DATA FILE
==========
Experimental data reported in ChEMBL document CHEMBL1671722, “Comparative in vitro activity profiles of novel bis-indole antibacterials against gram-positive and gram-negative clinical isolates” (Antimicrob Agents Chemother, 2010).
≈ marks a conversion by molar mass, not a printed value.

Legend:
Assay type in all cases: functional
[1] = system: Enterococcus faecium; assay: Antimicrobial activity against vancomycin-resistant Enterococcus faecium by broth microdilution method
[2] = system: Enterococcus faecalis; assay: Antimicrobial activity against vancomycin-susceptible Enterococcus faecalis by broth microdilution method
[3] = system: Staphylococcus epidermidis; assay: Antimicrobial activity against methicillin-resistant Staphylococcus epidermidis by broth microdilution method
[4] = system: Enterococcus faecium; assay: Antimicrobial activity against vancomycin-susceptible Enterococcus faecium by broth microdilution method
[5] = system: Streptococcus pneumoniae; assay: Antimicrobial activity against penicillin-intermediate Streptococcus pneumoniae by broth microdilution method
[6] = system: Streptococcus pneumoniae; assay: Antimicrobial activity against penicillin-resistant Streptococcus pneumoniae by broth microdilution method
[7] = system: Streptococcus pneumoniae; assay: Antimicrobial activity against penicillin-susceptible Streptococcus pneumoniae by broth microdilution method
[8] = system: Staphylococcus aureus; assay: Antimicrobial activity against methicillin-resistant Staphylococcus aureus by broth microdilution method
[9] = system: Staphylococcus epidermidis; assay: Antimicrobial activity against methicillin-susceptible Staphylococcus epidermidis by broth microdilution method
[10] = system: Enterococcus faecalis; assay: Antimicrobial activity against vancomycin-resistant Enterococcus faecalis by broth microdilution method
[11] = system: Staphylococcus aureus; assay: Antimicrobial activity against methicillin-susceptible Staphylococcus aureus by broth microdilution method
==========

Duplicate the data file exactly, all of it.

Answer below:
Experimental data reported in ChEMBL document CHEMBL1671722, “Comparative in vitro activity profiles of novel bis-indole antibacterials against gram-positive and gram-negative clinical isolates” (Antimicrob Agents Chemother, 2010).
≈ marks a conversion by molar mass, not a printed value.

Legend:
Assay type in all cases: functional
[1] = system: Enterococcus faecium; assay: Antimicrobial activity against vancomycin-resistant Enterococcus faecium by broth microdilution method
[2] = system: Enterococcus faecalis; assay: Antimicrobial activity against vancomycin-susceptible Enterococcus faecalis by broth microdilution method
[3] = system: Staphylococcus epidermidis; assay: Antimicrobial activity against methicillin-resistant Staphylococcus epidermidis by broth microdilution method
[4] = system: Enterococcus faecium; assay: Antimicrobial activity against vancomycin-susceptible Enterococcus faecium by broth microdilution method
[5] = system: Streptococcus pneumoniae; assay: Antimicrobial activity against penicillin-intermediate Streptococcus pneumoniae by broth microdilution method
[6] = system: Streptococcus pneumoniae; assay: Antimicrobial activity against penicillin-resistant Streptococcus pneumoniae by broth microdilution method
[7] = system: Streptococcus pneumoniae; assay: Antimicrobial activity against penicillin-susceptible Streptococcus pneumoniae by broth microdilution method
[8] = system: Staphylococcus aureus; assay: Antimicrobial activity against methicillin-resistant Staphylococcus aureus by broth microdilution method
[9] = system: Staphylococcus epidermidis; assay: Antimicrobial activity against methicillin-susceptible Staphylococcus epidermidis by broth microdilution method
[10] = system: Enterococcus faecalis; assay: Antimicrobial activity against vancomycin-resistant Enterococcus faecalis by broth microdilution method
[11] = system: Staphylococcus aureus; assay: Antimicrobial activity against methicillin-susceptible Staphylococcus aureus by broth microdilution method